Looking to Switch Careers? A Severe Pilot Shortage Is Happening Now!

We devote thousands of hours of research to help you get Big Travel with Small Money. You support us by signing-up for credit cards through partner links which earn us a commission. Here’s our full Advertising Policy.

Looking to Switch Careers? A Severe Pilot Shortage Is Happening Now!

Brett HolzhauerLooking to Switch Careers? A Severe Pilot Shortage Is Happening Now!Million Mile Secrets Team

We devote thousands of hours of research to help you get Big Travel with Small Money. You support us by signing-up for credit cards through partner links which earn us a commission. Here’s our full Advertising Policy.

Interested in learning more about the secrets of super cheap travel?  Then subscribe to our newsletter.

For us travelers, we tend to overlook the folks who get us from point A to point B.  Whether it be the cab driver, hotel receptionist, or flight attendant, these jobs are necessary to have a functioning hospitality industry.  However, airplane pilots are hard to come by.

There were about 827,000 pilots in 1987.  That number has decreased by 30% since then.  To add to the dilemma, the International Air Transport Association says that air travel will double over the next 20 years.

In short, travelers and the airlines are in trouble.

We All Love Our Pilots – But What Happens If We Run Out of Them?!

The airline industry earns more than $1.5 trillion & creates more than 10 million jobs according to Airlines For America.  And the pilots are the backbone.  But, how did we get to this point?  Let’s go back in time for a moment.

In the 1970s, becoming a pilot was considered a prestigious career.  In that time, going into the military was a very popular route after high school.  If a candidate was involved in military aviation and passed their training, they were nearly guaranteed a career with a major airline afterwards.  And not just any job, but a job with a high salary and great benefits.

But now, fewer people are enlisting in the military, and training falls on the airline.  To compound the issue, the cost of training new pilots has tripled since the 1990s!

Not only that, but the salaries and benefits are nowhere near as robust as they once were.  Recently, Air France and Ryanair employees went on strike for better pay and work conditions.  This left thousands of travelers stranded.

Another layer to this issue is the lack of diversity in pilots.  Only about 7% of pilots are female, while nearly 80% of flight attendants are female.

So who is going to suffer the most from all of this?  Well, everyone, including non-travelers.  But especially, those who fly on commuter flights, or fly out of smaller airports on regional airlines.  Because those will be the first cuts.

From my perspective, it’s simply not a career catered toward the new workforce.  It often doesn’t pay as well as other jobs, like a software engineer.  And there is distrust from the public towards the airlines.  Plus, this job is a “lifestyle” rather than just a career because you’ll be working non-traditional hours.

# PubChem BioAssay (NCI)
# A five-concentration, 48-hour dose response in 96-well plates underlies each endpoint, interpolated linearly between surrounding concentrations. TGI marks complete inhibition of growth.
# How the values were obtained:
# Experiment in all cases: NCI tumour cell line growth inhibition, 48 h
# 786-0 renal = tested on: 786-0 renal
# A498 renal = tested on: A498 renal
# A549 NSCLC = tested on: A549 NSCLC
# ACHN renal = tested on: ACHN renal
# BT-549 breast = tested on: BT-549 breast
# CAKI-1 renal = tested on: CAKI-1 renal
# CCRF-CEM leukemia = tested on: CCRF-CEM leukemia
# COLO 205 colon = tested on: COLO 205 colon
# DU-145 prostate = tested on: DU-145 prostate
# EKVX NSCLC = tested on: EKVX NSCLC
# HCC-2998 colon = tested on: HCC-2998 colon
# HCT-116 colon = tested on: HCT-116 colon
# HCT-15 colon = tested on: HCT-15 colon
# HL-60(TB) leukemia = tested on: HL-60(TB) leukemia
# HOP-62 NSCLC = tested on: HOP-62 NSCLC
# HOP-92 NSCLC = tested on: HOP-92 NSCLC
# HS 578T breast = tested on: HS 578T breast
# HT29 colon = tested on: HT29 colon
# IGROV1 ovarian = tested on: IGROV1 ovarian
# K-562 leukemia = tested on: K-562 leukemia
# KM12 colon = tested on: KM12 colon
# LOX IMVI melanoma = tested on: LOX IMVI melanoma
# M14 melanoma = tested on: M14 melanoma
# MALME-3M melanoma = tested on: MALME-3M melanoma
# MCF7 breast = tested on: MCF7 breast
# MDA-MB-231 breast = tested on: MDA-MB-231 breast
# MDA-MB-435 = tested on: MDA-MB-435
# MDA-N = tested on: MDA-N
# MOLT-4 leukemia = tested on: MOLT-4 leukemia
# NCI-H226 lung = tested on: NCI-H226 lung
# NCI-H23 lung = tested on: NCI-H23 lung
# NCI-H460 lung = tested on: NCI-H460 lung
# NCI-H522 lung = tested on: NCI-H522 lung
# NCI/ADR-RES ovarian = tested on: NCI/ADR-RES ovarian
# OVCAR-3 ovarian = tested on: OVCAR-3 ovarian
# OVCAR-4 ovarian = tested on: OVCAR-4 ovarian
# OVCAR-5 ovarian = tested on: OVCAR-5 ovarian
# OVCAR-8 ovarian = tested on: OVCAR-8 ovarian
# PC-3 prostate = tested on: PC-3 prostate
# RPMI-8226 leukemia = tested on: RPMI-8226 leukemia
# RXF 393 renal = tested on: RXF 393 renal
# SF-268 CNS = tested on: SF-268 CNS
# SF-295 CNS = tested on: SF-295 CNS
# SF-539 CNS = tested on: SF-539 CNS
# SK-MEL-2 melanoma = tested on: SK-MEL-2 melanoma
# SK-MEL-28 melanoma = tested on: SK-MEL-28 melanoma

Our labor needs in the US are for jobs that require a commitment to learning a specialized skill, such as car mechanics, airplane mechanics, and pilots.  The new workforce is looking for jobs they can go to, and leave behind.  Unfortunately, many are still sold on the idea that going to college is going to plop you into a successful career.  Meanwhile, there are millions of jobs that sit empty.

While low unemployment is a good thing, unfortunately, it can halt our lives as consumers.  The government and the airline companies need to work together on a solution that is good for all parties.

What are your thoughts on this issue?  Hopefully, I’ll see one of you as my next pilot!

Be sure to follow our Twitter and Facebook pages for the latest in travel news!

If you liked this post, why don’t you join the 25,000+ readers who have signed-up to receive free blog posts via email (only 1 email per day!) or in an RSS reader …because then you’ll never miss another update!

Capital One® Savor® Cash Rewards Credit Card

Capital One® Savor® Cash Rewards Credit Card

  • Earn a one-time $500 cash bonus after you spend $3000 on purchases within the first 3 months from account opening
  • Earn unlimited 4% cash back on dining and entertainment, 2% at grocery stores and 1% on all other purchases
  • No rotating categories or sign-ups needed to earn cash rewards; plus cash back won't expire for the life of the account and there's no limit to how much you can earn
  • No foreign transaction fees
  • Capital One cardholders get access to premium experiences in dining, entertainment and more
  • $0 intro annual fee for the first year, $95 after that

More Info

Editorial Note: We're the Million Mile Secrets team. And we're proud of our content, opinions and analysis, and of our reader's comments. These haven’t been reviewed, approved or endorsed by any of the airlines, hotels, or credit card issuers which we often write about. And that’s just how we like it! :)

Add comment

E-mail is already registered on the site. Please use the Login form or enter another.

You entered an incorrect username or password

Sorry that something went wrong, repeat again!